Covid-19 outbreak and the lockdown in India causes delays at UAE crematoriums
Extra precautions for staff and special permission has led to a backlog for virus victims and those who died of other causes
Indian families in the UAE face a wait of several weeks to complete the funeral rites of relatives who died during the coronavirus pandemic.
A backlog at privately run crematoriums in Dubai, Sharjah and Al Ain, the need for special permission to hold funerals and a lockdown in India have contributed to delays.
Dubai's Jebel Ali crematorium, which is run by a Hindu Cremation Ground committee, would normally handle about 30 bodies, but that increased to 113 bodies in May.
About 260 people have died from Covid-19 in the UAE.
There needs to be dignity in the last moments but we also must follow guidelines to ensure everyone is safe
Vasu Shroff, Jebel Ali crematorium
India's consulate in Dubai said officials would work with families and crematorium managers to find a solution.
"We know about the issues. We have been able to send almost 40 remains to India after resumption of flights," Consul General Vipul told The National.
"It is taking time to complete the cremations here but cremation grounds are trying to make alternate arrangements.”
The body of Sabu Chellappan, who was from Kerala, died from Covid-19 on May 11 and is due to be cremated on June 7 – the earliest slot available at a Sharjah crematorium.
His family plans to conduct funeral rituals in India next week.
“It is a very sad situation because we can’t do any pujas [prayers] for Sabu,” a cousin, M S Kamlesh, said.
“Sabu had a very large heart, he helped everyone. His wife, daughter, our entire family, is waiting and waiting for the cremation because until that is completed we cannot start the last ceremonies.”
Patients who die as a result of contracting the virus must be covered and their bodies taken by ambulance directly to a crematorium to be incinerated, in accordance with local regulations.
The body of a Covid-19 victim must also be buried or cremated in the country where they died and cannot be repatriated.
The outbreak has also caused delays in the cremation of residents who died of other causes.
Sharjah resident Akash Vasu, whose father, Vasu Ponnuchami , 55, died of a heart attack on May 10, said he struggled to arrange for the body to be cremated.
“For two weeks I have been running around trying to make it happen faster, now I have accepted it will only happen on June 1,” he said.
“Until now, I have not been able to see my dad’s body even though he is not a corona case.
"I was told because of the coronavirus situation, I cannot see him. It has been very difficult for us.”
Multi-faith cremations of people of different nationalities are carried out at Sharjah's crematorium in Juwaiza, the New Sonapur Hindu Cremation Ground in Jebel Ali and Al Foah Crematorium in Al Ain.
People from countries including India, the Philippines, Nepal, Bangladesh, the UK and Australia have been cremated at those centres.
We have been able to send almost 40 mortal remains to India after resumption of flights. It is taking time to complete the cremations here
Vipul, Consul General of India in Dubai
An average of about five bodies were cremated each day in Dubai and Al Ain, with two bodies cremated every day in Sharjah.
But the number of daily cremations at the Dubai crematorium was increased to 12 from last Wednesday, with staff working in shifts from 6am until midnight to clear a 10-day backlog.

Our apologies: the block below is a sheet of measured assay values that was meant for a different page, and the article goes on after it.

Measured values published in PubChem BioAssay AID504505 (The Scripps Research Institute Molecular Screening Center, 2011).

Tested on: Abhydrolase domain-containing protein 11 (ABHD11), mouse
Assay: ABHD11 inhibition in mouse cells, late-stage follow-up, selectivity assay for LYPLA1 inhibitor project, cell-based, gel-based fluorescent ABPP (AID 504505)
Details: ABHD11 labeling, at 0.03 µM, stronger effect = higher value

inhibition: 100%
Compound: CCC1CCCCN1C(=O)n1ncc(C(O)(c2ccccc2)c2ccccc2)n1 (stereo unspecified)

Before the pandemic, the crematoriums used three incinerators in Dubai and one each in Sharjah and Al Ain.
The Dubai crematorium has ordered another incinerator to help it cope with the larger intake of bodies. It will take a month to install.
“We never had a queue before but now we cannot cope up and there is a line. So we are trying to help to clear the backlog,” Vasu Shroff, head of the Hindu Cremation Ground committee, said.
“By increasing the shifts, we can take in double the number.”
He met local authorities to discuss handling more cremations.
“Before we sometimes had one cremation daily, but on average now we are getting five to six bodies daily,” he said.
The cremation process takes about five hours to complete, including the time needed for the incinerator to cool and ashes to be collected and handed over to relatives.
“Machines can only take so much load so we need to give them a break before we start it again,” Mr Shroff said.
The bodies are only brought to the crematoriums after it has been cleared by police and municipality authorities.
The additional documentation required to confirm a cause of death and sanitisation measures at crematoriums have also led to delays.
Regulations state that between four and six family members are given 15 minutes to pay their respects to people who died of causes other than Covid-19.
Before the outbreak, about 200 people could gather with flowers for ceremonies that lasted longer than an hour.
“There needs to be dignity in the last moments but we also must follow guidelines to ensure everyone is safe,” Mr Shroff said.
Social workers have called for alternative arrangements to be made so families can complete funeral rites in time.
K V Shamsudheen, a social worker who advises Indian workers on financial planning, has written to authorities suggesting that a temporary crematorium site is set up in the desert to help clear the backlog.
His plan would involve using wood to cremate bodies, as was traditionally done in Dubai.
“The family goes through trauma worrying about the body lying in wait for a final resolution. We get many calls but we are not able to give the families any answers,” he said.
The Indian consulate in Dubai said it would also write to authorities about resuming traditional cremations if delays continued.
Updated: June 3, 2020 04:43 AM